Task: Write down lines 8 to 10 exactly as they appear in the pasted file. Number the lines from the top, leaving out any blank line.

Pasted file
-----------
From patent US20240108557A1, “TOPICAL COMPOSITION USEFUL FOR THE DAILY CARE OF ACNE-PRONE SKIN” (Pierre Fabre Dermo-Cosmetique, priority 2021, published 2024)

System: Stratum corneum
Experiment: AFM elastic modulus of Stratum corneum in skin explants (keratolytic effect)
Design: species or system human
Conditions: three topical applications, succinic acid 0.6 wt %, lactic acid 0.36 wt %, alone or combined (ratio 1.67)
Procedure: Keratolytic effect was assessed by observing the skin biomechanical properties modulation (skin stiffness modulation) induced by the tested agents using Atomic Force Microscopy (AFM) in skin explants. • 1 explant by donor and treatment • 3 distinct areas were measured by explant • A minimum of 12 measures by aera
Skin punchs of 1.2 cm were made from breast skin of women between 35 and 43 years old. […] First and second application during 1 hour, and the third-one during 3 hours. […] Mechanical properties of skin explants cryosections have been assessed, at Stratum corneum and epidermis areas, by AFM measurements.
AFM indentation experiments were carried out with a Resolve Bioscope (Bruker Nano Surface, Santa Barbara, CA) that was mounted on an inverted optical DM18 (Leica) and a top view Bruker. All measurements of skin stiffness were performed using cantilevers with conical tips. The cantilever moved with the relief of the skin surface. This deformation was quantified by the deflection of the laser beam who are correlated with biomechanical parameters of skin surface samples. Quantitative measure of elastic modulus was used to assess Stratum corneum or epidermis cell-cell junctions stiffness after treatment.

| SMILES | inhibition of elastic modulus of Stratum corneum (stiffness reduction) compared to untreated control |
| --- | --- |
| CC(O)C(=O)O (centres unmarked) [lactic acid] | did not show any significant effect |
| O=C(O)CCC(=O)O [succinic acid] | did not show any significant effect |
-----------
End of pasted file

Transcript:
AFM indentation experiments were carried out with a Resolve Bioscope (Bruker Nano Surface, Santa Barbara, CA) that was mounted on an inverted optical DM18 (Leica) and a top view Bruker. All measurements of skin stiffness were performed using cantilevers with conical tips. The cantilever moved with the relief of the skin surface. This deformation was quantified by the deflection of the laser beam who are correlated with biomechanical parameters of skin surface samples. Quantitative measure of elastic modulus was used to assess Stratum corneum or epidermis cell-cell junctions stiffness after treatment.

| SMILES | inhibition of elastic modulus of Stratum corneum (stiffness reduction) compared to untreated control |
| --- | --- |